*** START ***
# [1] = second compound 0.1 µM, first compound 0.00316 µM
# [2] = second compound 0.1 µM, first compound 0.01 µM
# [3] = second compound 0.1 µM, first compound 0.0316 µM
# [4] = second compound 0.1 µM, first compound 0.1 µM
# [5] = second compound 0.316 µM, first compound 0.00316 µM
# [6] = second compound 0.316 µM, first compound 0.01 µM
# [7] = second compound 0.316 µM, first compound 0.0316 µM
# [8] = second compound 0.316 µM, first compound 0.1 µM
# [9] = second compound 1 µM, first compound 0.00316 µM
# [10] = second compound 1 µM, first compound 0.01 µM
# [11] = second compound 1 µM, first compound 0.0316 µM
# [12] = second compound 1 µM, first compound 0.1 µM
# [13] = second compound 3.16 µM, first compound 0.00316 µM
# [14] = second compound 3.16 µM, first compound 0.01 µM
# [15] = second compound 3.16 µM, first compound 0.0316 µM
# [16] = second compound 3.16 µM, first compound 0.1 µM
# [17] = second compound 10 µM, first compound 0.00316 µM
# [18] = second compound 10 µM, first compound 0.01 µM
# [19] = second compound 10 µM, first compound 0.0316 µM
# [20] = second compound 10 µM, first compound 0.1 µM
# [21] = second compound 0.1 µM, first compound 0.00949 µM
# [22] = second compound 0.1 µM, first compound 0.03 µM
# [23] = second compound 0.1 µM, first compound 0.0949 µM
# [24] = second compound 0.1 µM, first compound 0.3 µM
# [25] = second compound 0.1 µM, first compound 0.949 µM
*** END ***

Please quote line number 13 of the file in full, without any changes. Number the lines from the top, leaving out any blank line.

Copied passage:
# [13] = second compound 3.16 µM, first compound 0.00316 µM